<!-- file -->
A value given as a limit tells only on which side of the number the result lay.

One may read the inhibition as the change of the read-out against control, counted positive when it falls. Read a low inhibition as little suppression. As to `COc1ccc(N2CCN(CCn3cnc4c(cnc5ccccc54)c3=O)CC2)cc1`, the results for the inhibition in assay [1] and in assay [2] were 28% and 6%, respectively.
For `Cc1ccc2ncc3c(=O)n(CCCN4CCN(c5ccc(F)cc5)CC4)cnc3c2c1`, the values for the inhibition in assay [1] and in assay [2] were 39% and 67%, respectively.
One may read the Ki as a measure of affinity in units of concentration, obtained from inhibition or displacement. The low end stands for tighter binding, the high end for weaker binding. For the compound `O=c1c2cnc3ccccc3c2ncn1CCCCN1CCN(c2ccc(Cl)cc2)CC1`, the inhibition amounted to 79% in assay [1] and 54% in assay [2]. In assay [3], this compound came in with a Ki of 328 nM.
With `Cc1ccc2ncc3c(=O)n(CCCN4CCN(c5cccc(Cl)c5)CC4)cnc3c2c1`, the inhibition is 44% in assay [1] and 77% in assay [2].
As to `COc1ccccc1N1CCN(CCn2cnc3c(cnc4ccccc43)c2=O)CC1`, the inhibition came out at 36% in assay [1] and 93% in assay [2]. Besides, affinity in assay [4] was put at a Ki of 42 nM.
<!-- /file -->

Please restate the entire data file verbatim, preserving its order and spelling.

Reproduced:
A value given as a limit tells only on which side of the number the result lay.

One may read the inhibition as the change of the read-out against control, counted positive when it falls. Read a low inhibition as little suppression. As to `COc1ccc(N2CCN(CCn3cnc4c(cnc5ccccc54)c3=O)CC2)cc1`, the results for the inhibition in assay [1] and in assay [2] were 28% and 6%, respectively.
For `Cc1ccc2ncc3c(=O)n(CCCN4CCN(c5ccc(F)cc5)CC4)cnc3c2c1`, the values for the inhibition in assay [1] and in assay [2] were 39% and 67%, respectively.
One may read the Ki as a measure of affinity in units of concentration, obtained from inhibition or displacement. The low end stands for tighter binding, the high end for weaker binding. For the compound `O=c1c2cnc3ccccc3c2ncn1CCCCN1CCN(c2ccc(Cl)cc2)CC1`, the inhibition amounted to 79% in assay [1] and 54% in assay [2]. In assay [3], this compound came in with a Ki of 328 nM.
With `Cc1ccc2ncc3c(=O)n(CCCN4CCN(c5cccc(Cl)c5)CC4)cnc3c2c1`, the inhibition is 44% in assay [1] and 77% in assay [2].
As to `COc1ccccc1N1CCN(CCn2cnc3c(cnc4ccccc43)c2=O)CC1`, the inhibition came out at 36% in assay [1] and 93% in assay [2]. Besides, affinity in assay [4] was put at a Ki of 42 nM.